The Center for Medical Progress has released three videos over the past few weeks featuring some pretty grotesque stuff. As if the violence and horror of abortion itself wasn't enough, Planned Parenthood appears to be adjusting the procedure so as to recover as many intact fetal organs so they can be sold to companies like StemExpress.
StemExpress filed a lawsuit [PDF Format] against against CMP alleging (among other things) "Unfair Competition" from a fake company that CMP posed as to get the undercover video that's never actually going to compete with StemExpress.
The real outrage is that StemExpress managed to get a Los Angeles Superior Court judge to issue a restraining order, prohibiting CMP from releasing some of its video.
The Los Angeles Superior Court order issued Tuesday prohibits the Center for Medical Progress from releasing any video of three high-ranking StemExpress officials taken at a restaurant in May.
To put it simply, this restraining order is prior restraint on the freedom of speech and the press. It is undoubtedly an illegal, invalid order (see here, and here). I took the required (for journalists) media law class in college and spent 15 years in newspapers and I can't recall a situation where a judge prohibited publication of something in a situation like this. Of course, that doesn't mean that the California courts and eventually the Ninth Circuit won't uphold it.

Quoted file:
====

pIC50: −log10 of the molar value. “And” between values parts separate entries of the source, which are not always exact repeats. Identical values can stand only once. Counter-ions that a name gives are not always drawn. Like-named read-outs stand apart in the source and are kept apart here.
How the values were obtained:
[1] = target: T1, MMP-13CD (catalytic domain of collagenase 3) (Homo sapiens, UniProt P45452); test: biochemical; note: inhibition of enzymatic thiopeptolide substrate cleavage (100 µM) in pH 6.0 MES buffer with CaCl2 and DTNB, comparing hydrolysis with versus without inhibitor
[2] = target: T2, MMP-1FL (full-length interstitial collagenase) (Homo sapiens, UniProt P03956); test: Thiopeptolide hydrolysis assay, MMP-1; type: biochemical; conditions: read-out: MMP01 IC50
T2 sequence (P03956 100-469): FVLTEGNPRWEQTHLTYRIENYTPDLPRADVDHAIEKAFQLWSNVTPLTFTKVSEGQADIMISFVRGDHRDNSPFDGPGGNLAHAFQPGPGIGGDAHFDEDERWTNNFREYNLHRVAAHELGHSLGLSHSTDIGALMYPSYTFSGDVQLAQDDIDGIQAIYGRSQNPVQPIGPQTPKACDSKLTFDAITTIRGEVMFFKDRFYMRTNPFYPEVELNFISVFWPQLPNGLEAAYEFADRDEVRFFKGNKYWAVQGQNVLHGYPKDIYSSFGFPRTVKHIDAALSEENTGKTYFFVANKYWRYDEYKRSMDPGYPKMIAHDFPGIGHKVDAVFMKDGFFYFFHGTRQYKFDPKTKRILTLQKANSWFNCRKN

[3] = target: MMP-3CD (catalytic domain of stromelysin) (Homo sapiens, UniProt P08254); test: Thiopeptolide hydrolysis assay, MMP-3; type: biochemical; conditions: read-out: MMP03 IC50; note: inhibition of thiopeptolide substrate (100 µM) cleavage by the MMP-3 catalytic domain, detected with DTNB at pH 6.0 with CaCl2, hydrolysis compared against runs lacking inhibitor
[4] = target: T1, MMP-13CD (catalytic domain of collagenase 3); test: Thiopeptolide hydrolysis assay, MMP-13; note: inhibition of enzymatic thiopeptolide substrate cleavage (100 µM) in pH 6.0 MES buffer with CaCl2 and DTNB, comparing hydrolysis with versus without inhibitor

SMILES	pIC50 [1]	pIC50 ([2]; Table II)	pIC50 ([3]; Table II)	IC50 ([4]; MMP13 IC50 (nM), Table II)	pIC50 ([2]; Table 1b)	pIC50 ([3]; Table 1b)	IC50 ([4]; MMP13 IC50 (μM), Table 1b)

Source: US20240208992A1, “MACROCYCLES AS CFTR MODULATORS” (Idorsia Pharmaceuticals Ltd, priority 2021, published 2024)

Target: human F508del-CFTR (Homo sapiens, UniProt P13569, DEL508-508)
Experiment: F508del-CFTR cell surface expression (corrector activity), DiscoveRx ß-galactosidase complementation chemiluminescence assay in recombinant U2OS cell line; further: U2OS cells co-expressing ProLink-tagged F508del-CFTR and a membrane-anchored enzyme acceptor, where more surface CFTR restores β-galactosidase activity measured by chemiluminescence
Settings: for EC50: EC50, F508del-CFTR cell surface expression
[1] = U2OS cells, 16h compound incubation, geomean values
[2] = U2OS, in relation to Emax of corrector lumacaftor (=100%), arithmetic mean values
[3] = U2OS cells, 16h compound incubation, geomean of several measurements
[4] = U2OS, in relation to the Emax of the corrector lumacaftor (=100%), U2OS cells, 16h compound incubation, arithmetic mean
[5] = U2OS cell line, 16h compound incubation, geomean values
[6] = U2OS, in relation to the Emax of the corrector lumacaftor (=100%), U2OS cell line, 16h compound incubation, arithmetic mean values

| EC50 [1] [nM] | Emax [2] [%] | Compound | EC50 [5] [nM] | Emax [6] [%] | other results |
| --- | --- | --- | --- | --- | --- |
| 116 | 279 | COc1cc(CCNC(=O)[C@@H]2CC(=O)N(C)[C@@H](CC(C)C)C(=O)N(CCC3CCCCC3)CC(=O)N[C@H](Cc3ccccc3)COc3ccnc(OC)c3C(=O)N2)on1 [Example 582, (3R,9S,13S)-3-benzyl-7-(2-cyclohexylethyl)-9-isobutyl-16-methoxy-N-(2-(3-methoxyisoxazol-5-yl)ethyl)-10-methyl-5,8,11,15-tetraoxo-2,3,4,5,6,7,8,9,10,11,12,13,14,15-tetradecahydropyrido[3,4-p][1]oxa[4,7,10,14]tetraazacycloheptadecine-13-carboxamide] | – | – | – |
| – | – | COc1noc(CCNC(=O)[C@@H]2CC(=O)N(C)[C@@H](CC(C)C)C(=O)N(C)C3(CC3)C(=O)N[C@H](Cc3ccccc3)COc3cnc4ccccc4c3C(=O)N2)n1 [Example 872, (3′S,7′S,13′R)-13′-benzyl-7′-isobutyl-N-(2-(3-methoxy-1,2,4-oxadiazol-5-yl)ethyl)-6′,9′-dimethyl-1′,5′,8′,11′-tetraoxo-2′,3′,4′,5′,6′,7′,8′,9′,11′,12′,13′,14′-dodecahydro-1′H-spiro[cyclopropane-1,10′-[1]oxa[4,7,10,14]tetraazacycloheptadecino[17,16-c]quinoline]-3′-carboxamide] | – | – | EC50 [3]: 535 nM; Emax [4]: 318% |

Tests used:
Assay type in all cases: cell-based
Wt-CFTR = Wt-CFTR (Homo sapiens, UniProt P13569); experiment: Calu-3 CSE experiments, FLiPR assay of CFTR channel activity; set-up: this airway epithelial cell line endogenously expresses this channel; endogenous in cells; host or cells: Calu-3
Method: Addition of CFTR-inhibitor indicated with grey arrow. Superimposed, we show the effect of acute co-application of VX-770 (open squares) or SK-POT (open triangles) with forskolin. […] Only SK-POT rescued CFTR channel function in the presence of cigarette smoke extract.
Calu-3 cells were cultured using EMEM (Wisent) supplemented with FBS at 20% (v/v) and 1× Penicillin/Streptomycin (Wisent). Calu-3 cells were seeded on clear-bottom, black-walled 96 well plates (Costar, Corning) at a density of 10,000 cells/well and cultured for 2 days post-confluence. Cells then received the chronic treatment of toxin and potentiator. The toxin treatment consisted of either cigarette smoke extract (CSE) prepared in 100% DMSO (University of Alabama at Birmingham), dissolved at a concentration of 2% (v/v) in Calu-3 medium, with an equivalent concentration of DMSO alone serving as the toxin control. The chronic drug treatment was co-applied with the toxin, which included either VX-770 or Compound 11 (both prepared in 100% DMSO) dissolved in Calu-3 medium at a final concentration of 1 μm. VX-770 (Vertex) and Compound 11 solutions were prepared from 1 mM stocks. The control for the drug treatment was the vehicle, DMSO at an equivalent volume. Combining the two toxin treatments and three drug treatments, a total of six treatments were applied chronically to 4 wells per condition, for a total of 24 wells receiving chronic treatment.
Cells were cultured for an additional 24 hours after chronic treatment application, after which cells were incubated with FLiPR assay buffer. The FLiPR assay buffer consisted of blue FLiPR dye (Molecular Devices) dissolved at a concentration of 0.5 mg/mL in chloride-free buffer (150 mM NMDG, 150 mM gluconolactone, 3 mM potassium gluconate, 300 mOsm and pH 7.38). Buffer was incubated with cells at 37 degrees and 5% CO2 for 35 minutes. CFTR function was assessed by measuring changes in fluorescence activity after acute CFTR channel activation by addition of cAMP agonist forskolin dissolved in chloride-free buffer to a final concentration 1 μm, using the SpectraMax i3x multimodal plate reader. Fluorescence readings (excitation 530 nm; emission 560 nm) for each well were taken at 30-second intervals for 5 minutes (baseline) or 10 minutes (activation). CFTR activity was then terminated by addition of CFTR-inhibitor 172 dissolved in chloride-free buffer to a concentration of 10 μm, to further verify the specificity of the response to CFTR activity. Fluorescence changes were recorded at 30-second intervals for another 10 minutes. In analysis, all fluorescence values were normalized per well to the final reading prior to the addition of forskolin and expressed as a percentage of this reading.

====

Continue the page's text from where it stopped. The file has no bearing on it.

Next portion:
This restraining order shouldn't last long. But if it does, here's hoping that CMP did as I suggested in the last couple of weeks in the comments sections of some stories on this. I hope they gave copies of their videos to someone trustworthy, hopefully in a different jurisdiction (any small Caribbean nation) to publish if the lawfare against them is successful.
*UPDATE* The legal beagles over at Popehat have confirmed my initial journalistic contention that the Court's TRO is likely unconstitutional.